With the nation’s heightened awareness about mental health, congregational leaders have been regularly called upon to support individuals, families and communities experiencing challenges.

But how are pastors themselves faring with mental health and overall wellness?

That was among the questions recently posed by researchers involved in Exploring the Pandemic Impact on Congregations: Innovation Amidst and Beyond COVID-19, a five-year research project funded by Lilly Endowment Inc.

“Every time we do a survey, we’re finding that congregations are not in the same spot where they were the previous time,” said Scott Thumma, the director of the Hartford Institute for Religion Research, which is conducting the project. “Things are continuing to change in both predictable and unpredictable ways.”

When earlier research revealed a high rate of pastors considering leaving the ministry, Thumma said, the team decided to delve deeper into the underlying reasons.

For the latest study, the team explored survey data collected in fall 2023 from about 1,700 clergy leaders. Participants were asked, on a scale of zero to 10, how they rated their spiritual health, physical health, mental health, relational health and financial health.

They also were asked to rate their degree of agreement with phrases like “I am satisfied with life as a whole these days,” “I understand my purpose in life,” “I often feel lonely,” “I feel connected to the broader community around me,” and “This congregation is a good match for my gifts and talents.”

At the conclusion of the study, an overall health and wellness score was calculated for each respondent, and researchers grouped the scores into four broad categories. About 50% of pastors scored within the “good” category, 16% “great,” 27% “fair,” and 7% “poor.”

Those findings, compared with data from a similar study — Harvard’s Human Flourishing Project — suggest that pastors are doing slightly better than the general public, Thumma said. On the measures included in both studies, the average well-being score for clergy was 7.6 out of 10, compared with 6.9 out of 10 for the general public.

When it came to the statement “I understand my purpose in life,” clergy leaders’ perception of their well-being was significantly higher than that of the general public. On that item, clergy had a mean of 8.6 out of 10, compared with 6.8 for the general public — a difference of nearly 2 points.

Relational wellness was the one area in which clergy scored lower than the general public, but the scores were relatively high for both, and the difference was only one-tenth of a point. Still, about half of clergy surveyed said they are frequently or often lonely (an item not included in the survey of the general public).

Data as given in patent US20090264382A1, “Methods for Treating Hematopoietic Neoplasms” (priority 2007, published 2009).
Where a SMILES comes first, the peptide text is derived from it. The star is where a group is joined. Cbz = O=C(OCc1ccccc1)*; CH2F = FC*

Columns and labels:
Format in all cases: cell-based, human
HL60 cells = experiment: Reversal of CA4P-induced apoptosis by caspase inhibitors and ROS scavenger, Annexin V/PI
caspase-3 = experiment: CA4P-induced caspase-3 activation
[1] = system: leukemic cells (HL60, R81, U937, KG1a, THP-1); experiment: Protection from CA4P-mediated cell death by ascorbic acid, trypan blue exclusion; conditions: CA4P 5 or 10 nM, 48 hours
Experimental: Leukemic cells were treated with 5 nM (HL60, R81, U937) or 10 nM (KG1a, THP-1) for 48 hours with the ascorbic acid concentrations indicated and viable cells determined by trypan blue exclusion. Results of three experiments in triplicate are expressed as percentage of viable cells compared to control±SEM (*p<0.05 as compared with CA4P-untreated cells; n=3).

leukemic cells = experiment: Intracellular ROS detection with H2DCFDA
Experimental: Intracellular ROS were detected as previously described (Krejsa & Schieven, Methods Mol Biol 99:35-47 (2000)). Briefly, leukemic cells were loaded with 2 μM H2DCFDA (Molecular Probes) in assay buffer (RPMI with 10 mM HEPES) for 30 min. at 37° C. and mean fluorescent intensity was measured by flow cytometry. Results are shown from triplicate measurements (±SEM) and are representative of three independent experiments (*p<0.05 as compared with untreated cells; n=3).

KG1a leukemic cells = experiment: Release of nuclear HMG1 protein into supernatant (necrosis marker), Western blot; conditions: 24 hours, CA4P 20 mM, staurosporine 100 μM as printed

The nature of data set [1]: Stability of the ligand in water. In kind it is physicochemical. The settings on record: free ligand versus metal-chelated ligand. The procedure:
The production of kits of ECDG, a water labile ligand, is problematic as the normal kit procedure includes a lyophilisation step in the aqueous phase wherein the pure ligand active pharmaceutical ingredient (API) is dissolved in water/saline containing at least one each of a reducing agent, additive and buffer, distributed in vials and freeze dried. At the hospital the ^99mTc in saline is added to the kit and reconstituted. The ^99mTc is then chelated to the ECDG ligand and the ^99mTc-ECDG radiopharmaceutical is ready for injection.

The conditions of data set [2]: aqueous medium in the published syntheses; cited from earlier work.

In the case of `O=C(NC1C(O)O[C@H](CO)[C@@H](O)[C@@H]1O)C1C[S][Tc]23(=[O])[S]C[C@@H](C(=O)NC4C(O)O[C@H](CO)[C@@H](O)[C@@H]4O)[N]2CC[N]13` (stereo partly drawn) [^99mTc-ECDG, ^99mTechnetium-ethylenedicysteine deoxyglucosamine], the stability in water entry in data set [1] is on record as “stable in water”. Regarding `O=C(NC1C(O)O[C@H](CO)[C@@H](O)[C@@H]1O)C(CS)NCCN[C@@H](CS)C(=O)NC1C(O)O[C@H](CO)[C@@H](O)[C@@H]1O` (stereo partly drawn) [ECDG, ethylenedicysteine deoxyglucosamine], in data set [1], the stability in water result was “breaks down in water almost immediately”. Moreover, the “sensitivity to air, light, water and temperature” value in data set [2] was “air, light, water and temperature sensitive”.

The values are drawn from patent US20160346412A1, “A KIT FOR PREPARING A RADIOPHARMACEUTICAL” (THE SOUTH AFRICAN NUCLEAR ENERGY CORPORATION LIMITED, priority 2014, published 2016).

“We found clergy were looking healthier than the general community,” Thumma said. “On one hand, there’s discontentment. And it’s clear some clergy are clearly suffering. But, overall, clergy are reasonably healthy, with the exception of a sense of loneliness. The profession can be a lonely experience. In some denominations, they expect you not to develop too deep relationships with your people.”

The Rev. Anna Tew, the pastor of Our Savior’s Lutheran Church in South Hadley, Massachusetts, who was among the clergy interviewed as part of the project, said she could relate to some of the research findings.

Tew experienced some of the challenges that many pastors faced in the midst of the pandemic, including a decline in church attendance and a significant drop in volunteerism

“I went through my own journey alongside the rest of the public,” Tew said. “I asked myself, ‘Is this church thing worth it, and do I want to keep doing it?’ I was one of the pastors who had really considered leaving the ministry.”

As the months passed, Tew said, she reflected on the positive aspects of her role. “I was able to see the value of ministry. It’s a great career if you have a congregation that is supportive, which I do,” she said.

“The part of the research that reflects longer tenures do make happier pastors is borne out in my experience,” Tew said.

Engaging in clergy peer groups was found to be a positive factor in clergy wellness. Sabbaticals and taking days off did not seem to influence pastors’ overall health and wellness as much as participating in a peer group and using mental health resources.

However, the dynamics of a congregation still impact a clergy leader’s health and wellness. The study found that a congregation’s willingness to change, sense of spiritual vitality, clarity in mission and level of conflict are associated with the health and wellness of its leader.

“There are so many different dynamics that could cause a pastor to think about leaving the ministry,” said Thumma, who noted that congregational support, mission alignment and the pastor’s own commitment to wellness can contribute to the decision about staying in the ministry.

“It’s not a simple fix,” he added. “We can’t say it’s the congregation’s fault that a pastor is leaving the ministry or the fault of the pastor who may have wellness challenges or discontentment,” he said. “It’s a social dynamic, and social dynamics are far more complex than that.”

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